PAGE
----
When you’re trying to improve your credit score, you first need to understand how it works. After your payment history and amounts owed, one of the key factors in your credit score is the number of so-called hard inquiries. A hard inquiry is a request to review your credit for the purpose of granting a loan. Hard inquiries are important as the credit scoring formulas are designed to lower your score when consumers apply for multiple new loans within a short period of time.
Soft vs hard credit check
Part of the confusion about credit inquiries relates to the difference between so-called soft inquiries and hard inquiries. A soft inquiry is one that doesn’t relate to a specific application for a loan or a credit card. A soft inquiry has no effect on your credit score. An example of a soft inquiry is a credit check performed in bulk by a lender in order to offer consumers pre-approval. A soft inquiry can also happen when a potential employer performs a pre-employment background check. Credit checks for utilities and insurance are soft inquiries, since it doesn’t involve a loan. And when a consumer checks his or her own credit, it’s only a soft inquiry.
In contrast, a hard inquiry results when a consumer applies for a new loan or line of credit. Unlike a soft inquiry, a hard inquiry can only be done after a consumer applies for a loan and agrees to a credit check. Hard inquiries will appear on your credit histories and can affect your credit, unlike soft inquiries.
When do hard credit inquiries occur?
Hard inquiries can occur whenever a consumer applies for a loan or a line of credit. Examples include applications for credit cards, home loans, car loans and home equity lines of credit.
Does a hard inquiry affect your credit score?
A hard inquiry can affect your credit score. Having just a single, recent hard inquiry is unlikely to have a significant impact on your credit score. However, if you have multiple hard inquiries within a few months, then it’s likely that your credit score will decline as a result.
That’s because the credit scoring formulas interpret multiple new requests for credit as a sign of potential financial distress. Or to put it in human terms, how would you feel about loaning money to a friend if you hear that he or she has also been asking everyone you know for a loan as well? That’s the logic behind having multiple hard inquiries reducing your credit score.
Thankfully, requests for new credit only make up 10% of your FICO credit score. In contrast, your payment history makes up 35% of your score, while your amounts owed makes up 30%. For most people, paying your bills on-time and carrying little, if any debt will ensure that you have excellent credit, even if you occasionally need to apply for multiple new accounts within a few months. Also, the longer it’s been since you’ve had a hard inquiry, the less it will affect your credit score. So if your credit score declines slightly only because you’ve had several hard inquiries, it will likely rebound within a few months.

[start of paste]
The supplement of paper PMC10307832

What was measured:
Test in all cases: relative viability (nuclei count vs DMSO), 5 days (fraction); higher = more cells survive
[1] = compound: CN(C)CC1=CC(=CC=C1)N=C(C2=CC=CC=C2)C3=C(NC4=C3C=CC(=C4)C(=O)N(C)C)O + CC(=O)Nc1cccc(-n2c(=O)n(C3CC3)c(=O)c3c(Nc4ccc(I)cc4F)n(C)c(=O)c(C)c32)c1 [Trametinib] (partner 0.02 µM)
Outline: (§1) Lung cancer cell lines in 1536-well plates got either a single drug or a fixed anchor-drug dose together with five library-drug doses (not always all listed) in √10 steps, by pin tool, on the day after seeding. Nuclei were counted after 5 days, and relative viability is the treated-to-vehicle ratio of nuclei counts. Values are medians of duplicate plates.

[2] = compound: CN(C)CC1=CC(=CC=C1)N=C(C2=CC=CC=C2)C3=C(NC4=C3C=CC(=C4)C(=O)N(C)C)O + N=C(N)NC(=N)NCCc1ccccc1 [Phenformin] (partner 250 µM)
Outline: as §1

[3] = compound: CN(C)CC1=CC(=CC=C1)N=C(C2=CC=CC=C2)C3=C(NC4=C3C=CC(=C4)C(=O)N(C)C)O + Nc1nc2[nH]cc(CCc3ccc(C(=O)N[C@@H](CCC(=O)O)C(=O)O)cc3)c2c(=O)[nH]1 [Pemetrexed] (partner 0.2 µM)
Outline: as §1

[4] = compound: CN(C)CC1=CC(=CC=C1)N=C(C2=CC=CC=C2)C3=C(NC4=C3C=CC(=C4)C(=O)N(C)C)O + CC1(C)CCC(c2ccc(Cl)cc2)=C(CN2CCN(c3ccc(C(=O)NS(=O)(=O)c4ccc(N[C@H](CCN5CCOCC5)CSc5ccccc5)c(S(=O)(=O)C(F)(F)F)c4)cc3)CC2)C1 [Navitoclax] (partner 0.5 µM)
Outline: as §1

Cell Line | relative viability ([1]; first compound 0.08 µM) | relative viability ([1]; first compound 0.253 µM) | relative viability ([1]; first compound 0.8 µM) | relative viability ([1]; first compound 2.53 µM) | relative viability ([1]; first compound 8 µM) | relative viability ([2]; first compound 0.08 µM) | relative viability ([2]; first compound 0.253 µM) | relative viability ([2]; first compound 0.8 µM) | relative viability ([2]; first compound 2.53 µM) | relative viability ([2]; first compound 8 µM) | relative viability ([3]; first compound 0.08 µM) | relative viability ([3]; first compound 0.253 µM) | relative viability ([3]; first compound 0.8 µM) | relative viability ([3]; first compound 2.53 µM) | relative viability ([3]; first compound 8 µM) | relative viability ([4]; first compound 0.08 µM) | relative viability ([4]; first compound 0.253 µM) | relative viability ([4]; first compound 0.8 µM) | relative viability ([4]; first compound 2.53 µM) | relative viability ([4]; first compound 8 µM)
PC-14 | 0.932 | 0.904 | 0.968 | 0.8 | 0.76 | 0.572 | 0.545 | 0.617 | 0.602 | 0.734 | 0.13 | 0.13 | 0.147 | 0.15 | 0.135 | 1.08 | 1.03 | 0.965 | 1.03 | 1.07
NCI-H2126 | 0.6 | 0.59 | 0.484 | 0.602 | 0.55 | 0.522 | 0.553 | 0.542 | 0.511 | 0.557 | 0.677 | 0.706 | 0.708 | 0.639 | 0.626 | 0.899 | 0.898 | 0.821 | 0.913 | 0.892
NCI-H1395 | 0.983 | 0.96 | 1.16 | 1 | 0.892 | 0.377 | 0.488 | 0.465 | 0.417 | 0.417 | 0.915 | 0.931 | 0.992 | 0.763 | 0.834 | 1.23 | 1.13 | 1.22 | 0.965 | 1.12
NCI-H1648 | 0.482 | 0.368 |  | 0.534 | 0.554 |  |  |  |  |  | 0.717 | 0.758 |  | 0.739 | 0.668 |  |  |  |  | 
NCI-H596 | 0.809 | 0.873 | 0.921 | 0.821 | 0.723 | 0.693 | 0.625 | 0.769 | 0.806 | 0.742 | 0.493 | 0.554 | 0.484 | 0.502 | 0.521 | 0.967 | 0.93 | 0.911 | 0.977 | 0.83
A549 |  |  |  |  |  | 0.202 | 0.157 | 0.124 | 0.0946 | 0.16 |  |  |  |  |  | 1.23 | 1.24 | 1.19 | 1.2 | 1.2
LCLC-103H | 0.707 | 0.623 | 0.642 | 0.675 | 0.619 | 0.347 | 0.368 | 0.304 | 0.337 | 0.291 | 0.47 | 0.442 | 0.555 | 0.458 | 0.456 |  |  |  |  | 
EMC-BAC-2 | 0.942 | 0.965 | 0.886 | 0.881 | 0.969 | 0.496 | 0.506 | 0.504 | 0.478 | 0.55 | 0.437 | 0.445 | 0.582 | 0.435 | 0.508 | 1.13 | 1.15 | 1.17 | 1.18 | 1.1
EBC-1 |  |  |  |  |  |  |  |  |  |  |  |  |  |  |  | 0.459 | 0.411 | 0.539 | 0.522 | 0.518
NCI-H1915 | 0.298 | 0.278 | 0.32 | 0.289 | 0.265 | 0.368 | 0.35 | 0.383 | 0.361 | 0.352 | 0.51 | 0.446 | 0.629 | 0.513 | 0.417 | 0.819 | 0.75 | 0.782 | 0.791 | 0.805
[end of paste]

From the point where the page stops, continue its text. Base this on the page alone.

How many points does a hard inquiry affect credit score?
Thankfully, requests for new credit only make up 10% of your FICO credit score. In contrast, your payment history makes up 35% of your score, while your amounts owed makes up 30%. FICO has also published that a hard inquiry will reduce your credit score by five points or less.
For most people, paying your bills on-time and carrying little, if any debt will ensure that you have excellent credit, even if you occasionally need to apply for multiple new accounts within a few months. Also, the longer it’s been since you’ve had a hard inquiry, the less it will affect your credit score. So if your credit score declines slightly only because you’ve had several hard inquiries, it will likely rebound within a few months.
How Long Does a Hard Inquiry Last?
A hard inquiry will stay on your credit report for two years, but it won’t even affect your credit score after 24 months. In fact, a single hard inquiry may not affect your score at all.
Can you avoid hard credit inquiries?
Obviously, you can avoid hard inquiries by not applying for new credit. But if you do need to apply for a new loan or line of credit, you can minimize the effect of hard inquiries on your credit. The leading credit scoring formulas count multiple requests for a new loan as one, so long as they are made in a short period of time, under the assumption that consumers are shopping for the lowest rate for a single loan, rather than wishing to take out multiple loans. The latest versions of FICO scores give consumers a 45-day window for these inquiries to be counted as one. VantageScores, another leading provider of credit scores, treats inquiries made within 14 days as a single application for new credit.
Is a hard credit check bad?
No, it’s simply the result of a new application for credit. Everyone who has ever applied for a loan or a credit card has had a hard inquiry on their credit report. It’s nothing to be ashamed or afraid of.
A hard inquiry is the result of an application for new credit, and is unlikely to significantly hurt your credit score. By avoiding having numerous hard inquiries on your credit report within a few months, you can focus on paying your bills on time and carrying very little, if any, debt. That way, you can be sure that your credit score will be as high as possible.